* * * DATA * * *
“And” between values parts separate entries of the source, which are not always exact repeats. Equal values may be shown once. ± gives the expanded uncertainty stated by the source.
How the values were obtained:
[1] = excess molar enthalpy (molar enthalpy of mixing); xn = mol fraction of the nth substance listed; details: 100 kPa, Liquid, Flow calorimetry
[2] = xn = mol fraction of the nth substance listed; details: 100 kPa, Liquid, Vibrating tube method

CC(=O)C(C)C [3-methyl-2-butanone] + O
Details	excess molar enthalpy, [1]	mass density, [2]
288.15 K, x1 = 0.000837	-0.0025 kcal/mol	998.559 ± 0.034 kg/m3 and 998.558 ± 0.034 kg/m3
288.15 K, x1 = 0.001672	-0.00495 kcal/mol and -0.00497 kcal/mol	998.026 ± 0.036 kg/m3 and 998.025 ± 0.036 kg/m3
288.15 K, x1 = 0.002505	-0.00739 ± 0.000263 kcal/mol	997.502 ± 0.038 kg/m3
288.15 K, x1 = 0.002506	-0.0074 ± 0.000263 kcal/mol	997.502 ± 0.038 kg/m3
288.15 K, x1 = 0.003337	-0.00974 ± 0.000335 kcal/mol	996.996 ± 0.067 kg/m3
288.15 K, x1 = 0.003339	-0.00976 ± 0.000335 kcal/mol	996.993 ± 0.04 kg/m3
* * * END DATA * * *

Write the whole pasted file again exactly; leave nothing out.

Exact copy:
“And” between values parts separate entries of the source, which are not always exact repeats. Equal values may be shown once. ± gives the expanded uncertainty stated by the source.
How the values were obtained:
[1] = excess molar enthalpy (molar enthalpy of mixing); xn = mol fraction of the nth substance listed; details: 100 kPa, Liquid, Flow calorimetry
[2] = xn = mol fraction of the nth substance listed; details: 100 kPa, Liquid, Vibrating tube method

CC(=O)C(C)C [3-methyl-2-butanone] + O
Details	excess molar enthalpy, [1]	mass density, [2]
288.15 K, x1 = 0.000837	-0.0025 kcal/mol	998.559 ± 0.034 kg/m3 and 998.558 ± 0.034 kg/m3
288.15 K, x1 = 0.001672	-0.00495 kcal/mol and -0.00497 kcal/mol	998.026 ± 0.036 kg/m3 and 998.025 ± 0.036 kg/m3
288.15 K, x1 = 0.002505	-0.00739 ± 0.000263 kcal/mol	997.502 ± 0.038 kg/m3
288.15 K, x1 = 0.002506	-0.0074 ± 0.000263 kcal/mol	997.502 ± 0.038 kg/m3
288.15 K, x1 = 0.003337	-0.00974 ± 0.000335 kcal/mol	996.996 ± 0.067 kg/m3
288.15 K, x1 = 0.003339	-0.00976 ± 0.000335 kcal/mol	996.993 ± 0.04 kg/m3